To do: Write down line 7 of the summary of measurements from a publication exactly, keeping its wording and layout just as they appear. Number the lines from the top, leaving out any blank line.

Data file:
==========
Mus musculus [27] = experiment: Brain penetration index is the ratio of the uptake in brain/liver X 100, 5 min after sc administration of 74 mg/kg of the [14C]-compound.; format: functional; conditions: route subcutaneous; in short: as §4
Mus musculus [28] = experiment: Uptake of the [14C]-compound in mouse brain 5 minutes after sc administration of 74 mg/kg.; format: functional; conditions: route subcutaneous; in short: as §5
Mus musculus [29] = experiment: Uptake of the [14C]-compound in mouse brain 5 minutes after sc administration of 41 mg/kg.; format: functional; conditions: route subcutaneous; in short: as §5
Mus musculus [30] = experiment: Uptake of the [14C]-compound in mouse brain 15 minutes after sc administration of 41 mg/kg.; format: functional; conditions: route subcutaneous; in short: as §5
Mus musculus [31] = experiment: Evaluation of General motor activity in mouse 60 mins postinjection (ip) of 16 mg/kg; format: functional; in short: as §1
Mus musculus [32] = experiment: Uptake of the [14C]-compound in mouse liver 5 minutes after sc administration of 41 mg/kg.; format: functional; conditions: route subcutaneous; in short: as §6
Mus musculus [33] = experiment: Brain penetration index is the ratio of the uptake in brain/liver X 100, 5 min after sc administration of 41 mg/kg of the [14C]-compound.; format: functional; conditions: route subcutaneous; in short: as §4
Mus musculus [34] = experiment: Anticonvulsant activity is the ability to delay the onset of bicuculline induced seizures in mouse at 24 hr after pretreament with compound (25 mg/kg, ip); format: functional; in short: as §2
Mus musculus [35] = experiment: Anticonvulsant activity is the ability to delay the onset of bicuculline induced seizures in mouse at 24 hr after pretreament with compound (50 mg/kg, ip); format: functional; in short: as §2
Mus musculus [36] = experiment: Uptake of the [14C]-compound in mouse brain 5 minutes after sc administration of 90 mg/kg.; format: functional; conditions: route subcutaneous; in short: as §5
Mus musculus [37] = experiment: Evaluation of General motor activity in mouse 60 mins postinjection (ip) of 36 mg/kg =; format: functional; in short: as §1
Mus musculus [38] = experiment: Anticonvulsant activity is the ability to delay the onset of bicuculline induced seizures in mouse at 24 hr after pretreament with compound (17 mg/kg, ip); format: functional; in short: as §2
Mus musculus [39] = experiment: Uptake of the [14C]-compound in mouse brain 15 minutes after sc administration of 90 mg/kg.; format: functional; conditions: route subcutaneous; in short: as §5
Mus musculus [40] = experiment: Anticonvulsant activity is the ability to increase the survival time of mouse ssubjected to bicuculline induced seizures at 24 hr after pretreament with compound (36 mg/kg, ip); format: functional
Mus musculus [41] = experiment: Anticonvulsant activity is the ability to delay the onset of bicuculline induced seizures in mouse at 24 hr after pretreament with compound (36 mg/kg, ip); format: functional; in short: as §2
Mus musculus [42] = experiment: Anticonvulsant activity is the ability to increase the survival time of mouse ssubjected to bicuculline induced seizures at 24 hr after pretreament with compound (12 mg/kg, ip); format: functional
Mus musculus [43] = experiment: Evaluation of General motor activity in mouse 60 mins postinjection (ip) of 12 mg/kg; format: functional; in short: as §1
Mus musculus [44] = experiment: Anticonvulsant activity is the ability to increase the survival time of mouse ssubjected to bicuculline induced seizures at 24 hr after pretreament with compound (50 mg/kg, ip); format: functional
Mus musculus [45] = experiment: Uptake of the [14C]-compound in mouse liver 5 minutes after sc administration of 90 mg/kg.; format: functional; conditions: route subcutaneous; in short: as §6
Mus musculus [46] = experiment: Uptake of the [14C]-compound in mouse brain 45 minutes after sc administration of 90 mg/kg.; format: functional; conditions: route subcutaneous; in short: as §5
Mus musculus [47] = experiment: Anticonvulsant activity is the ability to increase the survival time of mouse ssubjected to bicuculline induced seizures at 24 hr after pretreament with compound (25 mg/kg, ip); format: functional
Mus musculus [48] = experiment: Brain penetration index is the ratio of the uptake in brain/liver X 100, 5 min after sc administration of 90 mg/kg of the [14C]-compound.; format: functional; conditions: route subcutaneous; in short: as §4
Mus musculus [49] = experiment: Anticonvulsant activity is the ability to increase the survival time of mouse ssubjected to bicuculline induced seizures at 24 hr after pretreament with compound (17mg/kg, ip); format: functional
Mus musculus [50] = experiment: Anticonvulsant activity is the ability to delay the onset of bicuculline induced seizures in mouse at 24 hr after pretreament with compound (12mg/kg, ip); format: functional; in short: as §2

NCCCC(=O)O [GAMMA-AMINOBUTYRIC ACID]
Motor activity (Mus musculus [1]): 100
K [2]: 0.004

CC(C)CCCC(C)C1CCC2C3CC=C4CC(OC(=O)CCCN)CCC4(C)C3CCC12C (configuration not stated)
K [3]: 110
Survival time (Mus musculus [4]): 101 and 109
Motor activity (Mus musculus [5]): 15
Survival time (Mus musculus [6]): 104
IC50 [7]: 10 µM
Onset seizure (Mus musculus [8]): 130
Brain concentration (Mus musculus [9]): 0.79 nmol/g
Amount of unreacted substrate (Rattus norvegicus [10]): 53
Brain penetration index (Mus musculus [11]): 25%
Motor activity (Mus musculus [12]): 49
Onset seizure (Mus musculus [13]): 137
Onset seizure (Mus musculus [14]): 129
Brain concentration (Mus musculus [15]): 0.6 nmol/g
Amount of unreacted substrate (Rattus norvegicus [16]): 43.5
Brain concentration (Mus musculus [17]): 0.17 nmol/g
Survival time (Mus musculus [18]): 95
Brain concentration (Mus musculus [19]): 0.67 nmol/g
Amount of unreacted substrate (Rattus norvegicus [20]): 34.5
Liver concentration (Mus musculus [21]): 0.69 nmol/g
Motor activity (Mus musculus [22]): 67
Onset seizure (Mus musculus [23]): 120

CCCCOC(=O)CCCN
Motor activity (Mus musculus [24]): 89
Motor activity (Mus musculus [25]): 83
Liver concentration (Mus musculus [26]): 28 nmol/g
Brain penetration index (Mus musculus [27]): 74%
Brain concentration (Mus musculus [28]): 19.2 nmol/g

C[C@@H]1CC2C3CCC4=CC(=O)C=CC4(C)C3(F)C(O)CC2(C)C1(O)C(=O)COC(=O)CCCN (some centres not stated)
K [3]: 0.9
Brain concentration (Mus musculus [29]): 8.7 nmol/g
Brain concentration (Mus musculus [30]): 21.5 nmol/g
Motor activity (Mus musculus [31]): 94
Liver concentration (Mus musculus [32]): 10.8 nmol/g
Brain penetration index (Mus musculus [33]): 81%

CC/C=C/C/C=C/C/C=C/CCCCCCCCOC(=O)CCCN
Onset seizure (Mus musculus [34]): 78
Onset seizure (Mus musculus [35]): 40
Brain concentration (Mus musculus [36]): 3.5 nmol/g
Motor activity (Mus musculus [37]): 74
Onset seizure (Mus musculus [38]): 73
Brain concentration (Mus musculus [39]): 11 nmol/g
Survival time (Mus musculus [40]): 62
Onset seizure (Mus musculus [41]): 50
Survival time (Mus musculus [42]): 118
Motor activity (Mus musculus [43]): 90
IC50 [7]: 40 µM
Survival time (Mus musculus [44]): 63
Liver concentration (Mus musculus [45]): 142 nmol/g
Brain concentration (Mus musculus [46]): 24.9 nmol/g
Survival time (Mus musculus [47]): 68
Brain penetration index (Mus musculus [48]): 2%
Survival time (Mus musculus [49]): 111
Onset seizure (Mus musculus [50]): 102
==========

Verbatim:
Mus musculus [33] = experiment: Brain penetration index is the ratio of the uptake in brain/liver X 100, 5 min after sc administration of 41 mg/kg of the [14C]-compound.; format: functional; conditions: route subcutaneous; in short: as §4